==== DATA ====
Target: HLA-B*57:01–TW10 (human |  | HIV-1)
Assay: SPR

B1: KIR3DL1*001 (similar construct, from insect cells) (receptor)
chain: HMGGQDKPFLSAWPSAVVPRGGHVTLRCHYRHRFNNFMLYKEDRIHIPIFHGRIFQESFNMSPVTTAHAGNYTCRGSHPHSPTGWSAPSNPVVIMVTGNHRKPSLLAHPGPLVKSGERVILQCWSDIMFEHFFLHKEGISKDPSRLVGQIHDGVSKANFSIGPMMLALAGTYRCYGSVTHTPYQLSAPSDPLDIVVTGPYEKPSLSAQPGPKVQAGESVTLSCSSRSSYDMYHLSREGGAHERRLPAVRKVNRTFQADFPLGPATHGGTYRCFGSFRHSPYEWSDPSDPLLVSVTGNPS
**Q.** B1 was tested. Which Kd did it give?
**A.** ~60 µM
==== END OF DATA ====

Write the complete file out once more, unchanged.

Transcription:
Target: HLA-B*57:01–TW10 (human |  | HIV-1)
Assay: SPR

B1: KIR3DL1*001 (similar construct, from insect cells) (receptor)
chain: HMGGQDKPFLSAWPSAVVPRGGHVTLRCHYRHRFNNFMLYKEDRIHIPIFHGRIFQESFNMSPVTTAHAGNYTCRGSHPHSPTGWSAPSNPVVIMVTGNHRKPSLLAHPGPLVKSGERVILQCWSDIMFEHFFLHKEGISKDPSRLVGQIHDGVSKANFSIGPMMLALAGTYRCYGSVTHTPYQLSAPSDPLDIVVTGPYEKPSLSAQPGPKVQAGESVTLSCSSRSSYDMYHLSREGGAHERRLPAVRKVNRTFQADFPLGPATHGGTYRCFGSFRHSPYEWSDPSDPLLVSVTGNPS
**Q.** B1 was tested. Which Kd did it give?
**A.** ~60 µM